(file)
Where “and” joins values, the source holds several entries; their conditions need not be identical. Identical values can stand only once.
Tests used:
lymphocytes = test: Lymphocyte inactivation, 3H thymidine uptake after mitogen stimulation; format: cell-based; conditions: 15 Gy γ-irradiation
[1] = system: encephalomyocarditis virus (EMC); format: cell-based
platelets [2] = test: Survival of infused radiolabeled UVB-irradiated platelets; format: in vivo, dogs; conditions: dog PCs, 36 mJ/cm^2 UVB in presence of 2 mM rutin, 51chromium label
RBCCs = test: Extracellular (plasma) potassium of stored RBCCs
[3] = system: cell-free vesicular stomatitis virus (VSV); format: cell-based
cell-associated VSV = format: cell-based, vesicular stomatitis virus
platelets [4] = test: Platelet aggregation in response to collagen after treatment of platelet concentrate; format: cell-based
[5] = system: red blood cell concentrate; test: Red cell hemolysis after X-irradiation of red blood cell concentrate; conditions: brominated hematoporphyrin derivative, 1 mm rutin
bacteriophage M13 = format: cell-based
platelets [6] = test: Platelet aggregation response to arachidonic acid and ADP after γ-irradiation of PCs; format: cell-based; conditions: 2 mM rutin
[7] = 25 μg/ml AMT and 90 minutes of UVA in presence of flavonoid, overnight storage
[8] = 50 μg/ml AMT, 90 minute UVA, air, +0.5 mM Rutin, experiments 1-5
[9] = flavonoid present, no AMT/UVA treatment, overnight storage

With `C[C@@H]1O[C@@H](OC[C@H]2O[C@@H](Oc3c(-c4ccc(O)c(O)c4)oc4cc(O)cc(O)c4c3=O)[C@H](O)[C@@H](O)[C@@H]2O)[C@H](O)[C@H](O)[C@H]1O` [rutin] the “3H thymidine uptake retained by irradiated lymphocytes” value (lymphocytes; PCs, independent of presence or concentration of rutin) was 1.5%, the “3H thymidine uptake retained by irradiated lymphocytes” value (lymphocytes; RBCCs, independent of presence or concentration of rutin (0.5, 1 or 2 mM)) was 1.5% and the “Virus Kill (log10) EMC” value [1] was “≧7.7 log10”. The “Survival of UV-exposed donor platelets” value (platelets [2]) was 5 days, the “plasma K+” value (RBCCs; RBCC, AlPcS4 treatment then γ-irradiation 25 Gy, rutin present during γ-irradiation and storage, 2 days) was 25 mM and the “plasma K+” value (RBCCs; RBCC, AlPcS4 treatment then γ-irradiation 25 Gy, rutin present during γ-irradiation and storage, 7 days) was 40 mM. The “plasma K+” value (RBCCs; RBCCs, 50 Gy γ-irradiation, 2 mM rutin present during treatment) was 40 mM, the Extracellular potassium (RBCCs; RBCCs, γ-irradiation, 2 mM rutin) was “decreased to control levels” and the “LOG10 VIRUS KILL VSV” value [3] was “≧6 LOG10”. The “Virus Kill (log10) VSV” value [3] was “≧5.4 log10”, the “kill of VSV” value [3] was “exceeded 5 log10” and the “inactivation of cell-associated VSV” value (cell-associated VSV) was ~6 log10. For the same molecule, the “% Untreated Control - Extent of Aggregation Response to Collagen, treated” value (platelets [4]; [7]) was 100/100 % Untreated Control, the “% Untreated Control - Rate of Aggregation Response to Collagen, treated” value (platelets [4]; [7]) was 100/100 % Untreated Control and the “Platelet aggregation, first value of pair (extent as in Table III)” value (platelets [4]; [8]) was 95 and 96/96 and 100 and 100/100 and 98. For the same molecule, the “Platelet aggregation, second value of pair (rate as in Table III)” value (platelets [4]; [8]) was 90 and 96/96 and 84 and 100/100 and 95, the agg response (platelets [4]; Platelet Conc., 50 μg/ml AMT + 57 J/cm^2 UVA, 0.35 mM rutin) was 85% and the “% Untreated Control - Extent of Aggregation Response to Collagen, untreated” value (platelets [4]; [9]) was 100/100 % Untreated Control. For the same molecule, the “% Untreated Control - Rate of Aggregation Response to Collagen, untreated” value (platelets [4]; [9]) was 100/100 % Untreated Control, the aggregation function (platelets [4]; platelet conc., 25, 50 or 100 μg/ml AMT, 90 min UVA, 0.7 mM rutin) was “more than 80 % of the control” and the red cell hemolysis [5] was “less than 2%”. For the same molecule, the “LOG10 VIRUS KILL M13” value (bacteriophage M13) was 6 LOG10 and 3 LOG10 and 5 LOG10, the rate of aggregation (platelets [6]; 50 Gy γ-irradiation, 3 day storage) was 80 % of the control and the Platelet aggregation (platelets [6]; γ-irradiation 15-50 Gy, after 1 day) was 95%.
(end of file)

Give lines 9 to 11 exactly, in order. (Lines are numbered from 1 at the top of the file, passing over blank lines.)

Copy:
platelets [4] = test: Platelet aggregation in response to collagen after treatment of platelet concentrate; format: cell-based
[5] = system: red blood cell concentrate; test: Red cell hemolysis after X-irradiation of red blood cell concentrate; conditions: brominated hematoporphyrin derivative, 1 mm rutin
bacteriophage M13 = format: cell-based